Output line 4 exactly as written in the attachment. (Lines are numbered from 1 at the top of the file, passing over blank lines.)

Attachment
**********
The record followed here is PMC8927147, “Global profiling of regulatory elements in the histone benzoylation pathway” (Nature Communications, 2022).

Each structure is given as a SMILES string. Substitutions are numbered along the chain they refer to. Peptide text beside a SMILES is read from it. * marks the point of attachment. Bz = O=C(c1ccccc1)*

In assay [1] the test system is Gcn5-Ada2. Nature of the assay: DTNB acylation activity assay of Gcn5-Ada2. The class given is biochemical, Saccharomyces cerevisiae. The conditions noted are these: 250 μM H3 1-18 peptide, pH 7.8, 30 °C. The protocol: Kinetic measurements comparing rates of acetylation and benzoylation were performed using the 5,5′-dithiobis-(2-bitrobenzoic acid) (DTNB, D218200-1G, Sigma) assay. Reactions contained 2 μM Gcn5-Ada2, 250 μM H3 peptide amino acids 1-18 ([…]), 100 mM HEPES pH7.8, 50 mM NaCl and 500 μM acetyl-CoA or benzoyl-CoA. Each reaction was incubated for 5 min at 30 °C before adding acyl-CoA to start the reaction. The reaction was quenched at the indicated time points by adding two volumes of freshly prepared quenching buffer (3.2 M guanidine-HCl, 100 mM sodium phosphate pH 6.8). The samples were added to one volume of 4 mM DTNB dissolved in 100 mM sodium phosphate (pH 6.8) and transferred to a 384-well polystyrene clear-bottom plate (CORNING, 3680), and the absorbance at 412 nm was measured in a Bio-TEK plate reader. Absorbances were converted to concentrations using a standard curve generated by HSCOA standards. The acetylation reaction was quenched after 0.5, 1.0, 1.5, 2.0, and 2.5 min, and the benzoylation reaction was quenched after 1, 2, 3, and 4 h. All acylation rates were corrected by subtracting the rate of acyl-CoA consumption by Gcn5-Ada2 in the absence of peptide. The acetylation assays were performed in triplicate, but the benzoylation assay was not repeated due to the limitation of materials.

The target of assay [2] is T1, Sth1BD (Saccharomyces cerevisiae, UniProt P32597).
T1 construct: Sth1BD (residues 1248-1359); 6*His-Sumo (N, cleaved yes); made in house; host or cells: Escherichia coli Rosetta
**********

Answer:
The target of assay [2] is T1, Sth1BD (Saccharomyces cerevisiae, UniProt P32597).